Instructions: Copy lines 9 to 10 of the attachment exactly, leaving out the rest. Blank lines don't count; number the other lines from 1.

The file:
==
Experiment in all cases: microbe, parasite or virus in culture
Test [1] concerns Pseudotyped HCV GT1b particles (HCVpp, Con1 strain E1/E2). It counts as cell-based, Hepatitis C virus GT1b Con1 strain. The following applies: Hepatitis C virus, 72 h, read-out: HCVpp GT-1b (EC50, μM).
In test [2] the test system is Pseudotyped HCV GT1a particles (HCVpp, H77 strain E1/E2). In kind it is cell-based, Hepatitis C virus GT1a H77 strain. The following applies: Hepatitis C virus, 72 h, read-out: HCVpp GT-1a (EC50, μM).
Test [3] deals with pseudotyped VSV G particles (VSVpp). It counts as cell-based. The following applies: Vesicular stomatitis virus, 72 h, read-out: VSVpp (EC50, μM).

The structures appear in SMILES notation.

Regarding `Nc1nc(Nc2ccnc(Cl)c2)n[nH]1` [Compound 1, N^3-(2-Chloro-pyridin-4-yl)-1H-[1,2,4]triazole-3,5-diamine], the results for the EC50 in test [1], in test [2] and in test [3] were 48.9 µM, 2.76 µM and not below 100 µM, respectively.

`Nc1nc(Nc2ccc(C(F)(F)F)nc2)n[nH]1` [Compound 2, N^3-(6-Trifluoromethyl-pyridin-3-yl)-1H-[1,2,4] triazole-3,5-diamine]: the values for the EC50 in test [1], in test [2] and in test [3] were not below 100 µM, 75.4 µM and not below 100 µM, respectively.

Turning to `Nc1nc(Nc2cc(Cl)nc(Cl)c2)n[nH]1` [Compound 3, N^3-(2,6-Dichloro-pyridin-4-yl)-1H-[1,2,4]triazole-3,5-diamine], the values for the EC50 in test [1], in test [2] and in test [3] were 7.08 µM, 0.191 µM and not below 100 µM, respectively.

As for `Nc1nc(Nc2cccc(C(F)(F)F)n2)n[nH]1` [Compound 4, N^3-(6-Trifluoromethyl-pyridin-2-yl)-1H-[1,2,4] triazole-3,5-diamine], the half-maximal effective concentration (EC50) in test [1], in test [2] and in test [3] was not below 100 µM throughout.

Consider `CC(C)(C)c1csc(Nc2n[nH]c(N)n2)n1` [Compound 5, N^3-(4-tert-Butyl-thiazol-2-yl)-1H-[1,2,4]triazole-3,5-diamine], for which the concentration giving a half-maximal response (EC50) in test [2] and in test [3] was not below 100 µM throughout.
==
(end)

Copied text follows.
As for `Nc1nc(Nc2cccc(C(F)(F)F)n2)n[nH]1` [Compound 4, N^3-(6-Trifluoromethyl-pyridin-2-yl)-1H-[1,2,4] triazole-3,5-diamine], the half-maximal effective concentration (EC50) in test [1], in test [2] and in test [3] was not below 100 µM throughout.

Consider `CC(C)(C)c1csc(Nc2n[nH]c(N)n2)n1` [Compound 5, N^3-(4-tert-Butyl-thiazol-2-yl)-1H-[1,2,4]triazole-3,5-diamine], for which the concentration giving a half-maximal response (EC50) in test [2] and in test [3] was not below 100 µM throughout.